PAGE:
Clearly reinforcing the critical importance of glacier monitoring, an ice-dammed lake formed by the surging of Shisper Glacier breached for the second time within 2020 on 29 May, causing minor damage to property downstream according to local media reports.
Shisper Glacier, located in the Hunza Valley in northern Pakistan, has been surging since early 2018, blocking the proglacial river of Muchuhar Glacier and forming an ice-dammed lake. The latest early summer outburst was likely triggered by an anomalous temperature rise, which caused significant glacier melt and consequently engorged the lake. The Hunza meteorological station recorded a significant temperature rise in late May 2020.
The lake continues to release water, but it poses potential risk of outburst since it is prone to blockage from debris. The nearby meteorological station is monitoring developments. Using satellite imagery, we analyse the events leading up to the glacial lake outburst flood (GLOF) on 29 May.
Shisper Glacier’s surge has been unpredictable and sporadic, making it all the more risky. Beginning in January 2018, the surging continued rapidly, accelerating until November 2018. The surge continued at a stable speed through May 2019, then slowed down, and appeared to completely stop in November 2019. During its active surge phase, the glacier’s snout advanced around 1.5 km. This surge movement was the highest recorded in the Karakoram, with a flow rate of 18 m per day1 and reached up to 48 m per day2). The surge speed was highest in May and June 2018.1
Formation of ice-dammed lake and first breach
The surge blocked the proglacial river of Muchuhar Glacier, and the meltwater from the glacier started collecting in mid-November 2018 (Figure 1). The water level gradually rose to form an ice-dammed lake. On 20 June 2019, the lake reached its maximum area of 0.34 sq. km. On the following day, the first breach occurred, resulting in a GLOF that partly damaged the Karakoram Highway and caused minor infrastructure downstream. The lake continued to discharge as subglacial flow till September 2019.
Second breach, inundation, and potential damage to Karakoram Highway
Following the first outburst, Shisper Glacier surged at an insignificant rate (total surge of 50 m) from early July 2019 to the end of November 2019. The glacier did not surge beyond its terminus, with no significant increase in the lake extent. By October that year, the lake level had started increasing again. Then, the lake partially drained out from mid-March to early April 2020 before increasing again from 0.245 sq. km on 5 April 2020 to 0.270 sq. km by 30 April. In an image derived from Sentinel-2 data on 25 May (Figure 2), the lake’s water level had peaked at 0.340 sq. km – three days before the breach.
It is important to note that the breach occurred when the lake level reached almost the same extent as in 2019. However, the extent of debris blocking the lake had increased by more than 100 m in length compared with that during the previous surge. The discharge below the debris as observed till November 2019 indicated that the blockage of the lake was partially due to the glacier’s frontal surge.
The lake breach caused a GLOF as observed through Landsat data on 29 May 2020 (Figure 3). The total extent of inundation in the stream before it merged with the main Hunza River was 0.6 sq. km. It appears that an approximately 700 m stretch of the Karakoram Highway experienced partial damage.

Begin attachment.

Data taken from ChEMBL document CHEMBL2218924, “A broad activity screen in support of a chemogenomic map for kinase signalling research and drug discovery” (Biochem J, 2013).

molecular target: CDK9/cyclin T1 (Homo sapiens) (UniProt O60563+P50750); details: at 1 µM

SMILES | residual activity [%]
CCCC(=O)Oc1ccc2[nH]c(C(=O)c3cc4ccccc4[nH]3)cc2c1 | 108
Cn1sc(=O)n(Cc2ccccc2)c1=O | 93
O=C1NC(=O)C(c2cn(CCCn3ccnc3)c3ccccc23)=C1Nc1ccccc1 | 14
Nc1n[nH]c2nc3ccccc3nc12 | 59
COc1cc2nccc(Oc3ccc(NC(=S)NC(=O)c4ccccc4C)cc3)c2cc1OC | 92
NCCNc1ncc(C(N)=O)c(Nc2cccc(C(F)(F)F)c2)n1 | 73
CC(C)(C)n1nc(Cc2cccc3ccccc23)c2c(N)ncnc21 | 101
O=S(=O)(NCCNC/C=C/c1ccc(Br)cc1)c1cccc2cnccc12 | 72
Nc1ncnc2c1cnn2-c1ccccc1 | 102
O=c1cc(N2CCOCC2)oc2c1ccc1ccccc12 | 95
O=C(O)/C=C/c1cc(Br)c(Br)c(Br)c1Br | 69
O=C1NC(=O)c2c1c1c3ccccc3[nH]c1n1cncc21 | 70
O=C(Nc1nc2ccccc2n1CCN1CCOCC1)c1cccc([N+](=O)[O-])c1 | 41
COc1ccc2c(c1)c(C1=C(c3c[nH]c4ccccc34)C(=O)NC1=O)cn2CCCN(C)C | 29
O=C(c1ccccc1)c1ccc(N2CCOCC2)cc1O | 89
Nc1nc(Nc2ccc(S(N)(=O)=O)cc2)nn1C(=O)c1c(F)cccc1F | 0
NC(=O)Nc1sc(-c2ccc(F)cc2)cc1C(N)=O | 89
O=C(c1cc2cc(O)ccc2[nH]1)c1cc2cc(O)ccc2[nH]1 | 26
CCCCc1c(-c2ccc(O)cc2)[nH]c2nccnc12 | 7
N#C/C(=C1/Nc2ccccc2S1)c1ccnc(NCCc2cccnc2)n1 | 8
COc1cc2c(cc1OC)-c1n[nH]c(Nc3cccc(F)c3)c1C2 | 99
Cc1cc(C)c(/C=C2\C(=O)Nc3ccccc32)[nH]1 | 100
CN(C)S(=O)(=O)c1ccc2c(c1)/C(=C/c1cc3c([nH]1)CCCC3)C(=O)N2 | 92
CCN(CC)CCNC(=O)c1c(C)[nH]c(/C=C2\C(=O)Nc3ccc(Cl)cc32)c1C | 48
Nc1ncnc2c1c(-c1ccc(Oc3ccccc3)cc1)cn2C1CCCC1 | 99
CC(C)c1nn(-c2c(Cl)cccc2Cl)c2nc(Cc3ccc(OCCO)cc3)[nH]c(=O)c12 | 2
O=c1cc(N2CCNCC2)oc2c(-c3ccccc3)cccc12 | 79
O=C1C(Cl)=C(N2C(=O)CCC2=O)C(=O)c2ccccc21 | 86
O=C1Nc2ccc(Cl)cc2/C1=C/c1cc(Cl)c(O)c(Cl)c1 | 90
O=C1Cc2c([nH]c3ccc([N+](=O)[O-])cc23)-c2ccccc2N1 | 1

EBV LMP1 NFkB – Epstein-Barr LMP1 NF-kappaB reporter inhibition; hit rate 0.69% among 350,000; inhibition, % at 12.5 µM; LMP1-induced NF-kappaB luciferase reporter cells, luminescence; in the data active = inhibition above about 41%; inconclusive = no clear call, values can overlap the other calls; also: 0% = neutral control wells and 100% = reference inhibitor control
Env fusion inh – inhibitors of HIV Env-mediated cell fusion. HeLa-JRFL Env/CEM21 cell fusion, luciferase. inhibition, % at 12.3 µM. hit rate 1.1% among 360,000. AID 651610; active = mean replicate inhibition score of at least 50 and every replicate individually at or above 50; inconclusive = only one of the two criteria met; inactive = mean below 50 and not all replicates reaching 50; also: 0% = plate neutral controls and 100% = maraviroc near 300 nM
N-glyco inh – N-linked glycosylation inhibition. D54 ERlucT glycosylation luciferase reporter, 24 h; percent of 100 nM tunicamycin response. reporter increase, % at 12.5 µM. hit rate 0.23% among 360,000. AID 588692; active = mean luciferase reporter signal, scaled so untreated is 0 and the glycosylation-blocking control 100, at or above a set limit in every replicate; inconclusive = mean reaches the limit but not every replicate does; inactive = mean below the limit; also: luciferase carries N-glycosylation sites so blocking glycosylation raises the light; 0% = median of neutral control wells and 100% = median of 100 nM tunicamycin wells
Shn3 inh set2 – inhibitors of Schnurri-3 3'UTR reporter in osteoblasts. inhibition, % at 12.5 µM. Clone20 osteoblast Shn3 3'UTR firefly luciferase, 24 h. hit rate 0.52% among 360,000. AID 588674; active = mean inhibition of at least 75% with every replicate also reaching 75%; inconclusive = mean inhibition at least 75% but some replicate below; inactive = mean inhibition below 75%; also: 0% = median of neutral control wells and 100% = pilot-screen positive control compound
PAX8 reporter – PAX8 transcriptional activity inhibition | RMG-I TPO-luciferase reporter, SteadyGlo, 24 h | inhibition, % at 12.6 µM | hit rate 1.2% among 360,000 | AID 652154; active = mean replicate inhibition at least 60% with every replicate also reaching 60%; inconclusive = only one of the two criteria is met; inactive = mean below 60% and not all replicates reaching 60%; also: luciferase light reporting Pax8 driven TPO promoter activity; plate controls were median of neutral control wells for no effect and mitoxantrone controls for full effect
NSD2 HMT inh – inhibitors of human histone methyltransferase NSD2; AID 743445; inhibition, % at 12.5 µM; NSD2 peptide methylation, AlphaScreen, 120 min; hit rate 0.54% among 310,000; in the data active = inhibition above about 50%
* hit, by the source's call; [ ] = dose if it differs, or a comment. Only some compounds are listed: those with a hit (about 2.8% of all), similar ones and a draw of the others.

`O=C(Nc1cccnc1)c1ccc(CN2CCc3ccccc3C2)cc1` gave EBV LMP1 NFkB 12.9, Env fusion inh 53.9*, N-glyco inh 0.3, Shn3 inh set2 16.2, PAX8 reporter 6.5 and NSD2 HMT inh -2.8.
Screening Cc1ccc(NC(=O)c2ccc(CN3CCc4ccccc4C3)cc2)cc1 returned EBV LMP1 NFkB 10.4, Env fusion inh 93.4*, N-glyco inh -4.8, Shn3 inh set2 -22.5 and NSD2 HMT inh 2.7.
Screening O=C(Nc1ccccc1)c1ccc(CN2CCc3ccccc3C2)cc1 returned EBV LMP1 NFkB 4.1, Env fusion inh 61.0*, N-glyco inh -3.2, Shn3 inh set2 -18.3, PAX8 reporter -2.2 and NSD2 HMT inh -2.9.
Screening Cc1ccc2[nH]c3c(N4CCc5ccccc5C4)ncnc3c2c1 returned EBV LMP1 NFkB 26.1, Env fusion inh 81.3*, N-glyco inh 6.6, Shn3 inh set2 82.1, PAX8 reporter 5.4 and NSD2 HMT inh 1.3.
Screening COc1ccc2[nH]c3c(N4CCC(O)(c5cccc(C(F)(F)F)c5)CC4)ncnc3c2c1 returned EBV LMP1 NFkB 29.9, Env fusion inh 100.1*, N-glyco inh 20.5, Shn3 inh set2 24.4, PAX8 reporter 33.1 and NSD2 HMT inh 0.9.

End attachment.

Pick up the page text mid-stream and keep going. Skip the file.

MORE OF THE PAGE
Meteorological anomaly during the May 2020 breach
The Hunza meteorological station recorded an average temperature of 24oC in June 2019. The temperature significantly increased to 27.7oC on average in late May. This anomalous temperature caused significant glacier melt, resulting in an increase in the lake’s area (similar in extent to the increase in June 2019) till late May 2020 – following which the outburst occurred.
Constant monitoring is key
Based on data gathered during the first GLOF in 2019 and the present flood as reported in the local media, the ice-dammed lake is expected to continuously release excessive water. Close monitoring of the lake is necessary to confirm this and gather data for mitigation. Field-based studies of the lake are not currently possible as the glacier surge is blocking access. Passive satellite data acquisition is not possible during cloudy conditions, which will persist over the coming two or three months in the region. Unmanned aerial vehicles should therefore be considered as they provide an ideal means for monitoring and mapping the extent of the lake and its changes. The lake is prone to blockage and could potentially burst again, probably several times during the year. The window of greatest risk starts in April and extends through to September. It is therefore imperative to monitor the lake regularly until the surged ice melts completely.
1 Bhambri, R., Watson, C. S., Hewitt, K., Haritashya, U. K., Kargel, J. S., Shahi, A. P., Chand, P., Kumar, A., Verma, A., & Govil, H. (2020). The hazardous 2017–2019 surge and river damming by Shispare Glacier, Karakoram. Scientific Reports, 10(1), 1–14. https://doi.org/10.1038/s41598-020-61277-8
2 Rashid, I., Majeed, U., Jan, A., & Glasser, N. F. (2020). The January 2018 to September 2019 surge of Shisper Glacier, Pakistan, detected from remote sensing observations. Geomorphology, 351, 106957.